First there was the PC. Dial up, WiFi and MSN Messenger. Then came Google Maps and, God forbid, Tinder. Because finding your colleague on your dating app isn’t unnerving at all, right? Welcome to the Internet of Things (IoT), a phenomena taking connectivity to an entire new realm.
The internet of what?
The IoT is essentially just that: a mammoth network that connects anything to the internet. This includes everything with an ‘on’ and ‘off’ switch, from your TV remote and toaster to your watch and your car. Pause for a moment and picture it: all the things talking to all the other things, generating, sharing, analysing and storing information. But that’s just the beginning.
Frank Zeichner is the CEO of the IoT Alliance Australia (IoTAA) – the country’s peak IoT body with a vision to grow Australia’s competitive advantage through IoT. Great premise, really, especially given Australia’s 22nd/138 ranking on global competitiveness (more on that later).
Frank says the most compelling thing about the IoT is the ability to predict and automate responses based on real- and over-time data.
“I like to think of it as translating the physical world into the digital world. You can create a data image of the environment you’re in, and by having situational awareness, you can start to recognise patterns so you can predict, optimise and actuate information, which is amazingly ground-breaking,” he says.
It’s a colossal phenomena, the IoT, and it has the potential to change everything.
At the heart of it, the IoT has the power to deliver experiences that better meet the interest and intent of the recipient, regardless of the platform. It’s about productivity and efficiency; problem-solving before there is knowledge a problem exists. There are huge gains to be made, financially, environmentally and sustainably. The industries set to benefit include manufacturing, retail, healthcare, agriculture, automotive and insurance.
To see the IoT in action, look no further than the below video. It shows how our friends in the US are driving innovation with the IoT to help people achieve things beyond their wildest imagination.
How it works
The IoT starts with data, which is sourced from sensors stored within a given device. The data is connected to a data centre via a network (the internet), usually wireless, on one or more platforms, where analytics are applied so that valuable information can be shared to address specific needs.
It’s all very exciting stuff and, best of all, it’s becoming increasingly accessible.
“The reason the IoT is happening is that the costs of sensors, networks, data centres and analytics is decreasing exponentially. Think back to 1985 when it cost $250,000 for 1GB of data. Now it’s nil. Things have massively changed and the cost equation has changed which means we can all work smarter,” Frank says.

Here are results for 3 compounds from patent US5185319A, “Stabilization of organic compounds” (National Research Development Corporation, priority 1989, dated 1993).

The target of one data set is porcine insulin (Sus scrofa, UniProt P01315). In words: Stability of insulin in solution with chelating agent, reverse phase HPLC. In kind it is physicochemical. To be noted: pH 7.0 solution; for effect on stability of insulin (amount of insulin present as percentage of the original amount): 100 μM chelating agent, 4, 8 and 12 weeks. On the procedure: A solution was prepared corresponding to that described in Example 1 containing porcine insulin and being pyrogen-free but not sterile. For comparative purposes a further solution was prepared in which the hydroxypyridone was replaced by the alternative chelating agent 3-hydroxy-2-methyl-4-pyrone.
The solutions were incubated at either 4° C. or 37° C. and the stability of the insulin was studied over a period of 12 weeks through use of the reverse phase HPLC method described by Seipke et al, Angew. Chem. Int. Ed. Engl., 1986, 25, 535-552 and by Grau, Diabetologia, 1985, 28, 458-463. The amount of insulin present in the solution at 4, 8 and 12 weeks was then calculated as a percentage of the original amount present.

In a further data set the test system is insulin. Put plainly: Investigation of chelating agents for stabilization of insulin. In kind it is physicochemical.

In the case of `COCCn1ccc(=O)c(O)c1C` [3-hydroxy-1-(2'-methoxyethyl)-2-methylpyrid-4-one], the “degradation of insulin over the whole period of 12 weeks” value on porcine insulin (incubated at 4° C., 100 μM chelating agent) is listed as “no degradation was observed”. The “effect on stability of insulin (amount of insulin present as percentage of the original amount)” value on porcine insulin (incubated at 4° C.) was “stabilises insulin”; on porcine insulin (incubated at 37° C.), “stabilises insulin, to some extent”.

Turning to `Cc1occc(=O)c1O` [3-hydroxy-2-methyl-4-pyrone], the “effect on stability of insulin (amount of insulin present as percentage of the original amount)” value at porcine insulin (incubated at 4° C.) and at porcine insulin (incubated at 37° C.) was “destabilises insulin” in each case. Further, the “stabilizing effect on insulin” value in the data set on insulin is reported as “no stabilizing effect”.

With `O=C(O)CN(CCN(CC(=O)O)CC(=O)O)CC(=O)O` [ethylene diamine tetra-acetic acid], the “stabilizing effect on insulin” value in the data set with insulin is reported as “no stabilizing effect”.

Despite this, a large chunk of Australian businesses are pressing pause on the IoT button.
The need for collaboration
The World Economic Forum ranks Australia at 22 out of 138 on the Global Competitiveness Index 2016-17.
“In both business sophistication (28th, down one) and innovation (26th, down three), Australia not only lags far behind the best performers but also loses ground to them,” the report states.
Frank says the key to unlocking Australia’s IoT potential lies in collaboration, and that this is particularly true for the IT industry.
“No one vendor can provide all the elements. No one vendor knows all the industries. There needs to be collaboration in verticals and within verticals to make the IoT work.”
The world has literally never been more connected. Gartner concurs, with analysts predicting there will be more than 24 billion connected devices by 2020. Some organisations stretch this figure up to 50 billion.
If this stat makes you feel nervous, you’re not alone. There’s a palpable fear of security, or lack thereof, in the world of the IoT.
Security for the IoT represents a significant challenge for many businesses, which is one of the reasons why the IoTAA has made security a key priority.
In February this year, the IoTAA released its Internet of Things Security Guideline. The guideline offers practical advice to protect the security and privacy of users.
The guideline recommends a multi-layered approach to create the best defence system for the IoT.
“Security at both the device and network levels is critical to the operation of IoT. The same intelligence that enables devices to perform their tasks must also enable them to recognise and counteract threats,” the guideline reads.
“Fortunately, this does not require a revolutionary approach, but rather an evolution of measures that have proven successful in IT networks, adapted to the challenges of IoT and to the constraints of connected devices.”
Arrow and the IoT
At Arrow ECS ANZ, we recognise the potential of the IoT and how partners can work with us to create and deploy IoT solutions for their customers. We are focused on driving innovation and pushing the boundaries of the seemingly impossible to deliver incredible outcomes, and are collaborating with some of the industry’s largest manufacturers to ensure our partners build a sustainable practice in the world of the IoT. Watch this space to find out more. In the meantime, if you have any IoT related questions, phone one of our experts on 1300 673 506 or email firstname.lastname@example.org.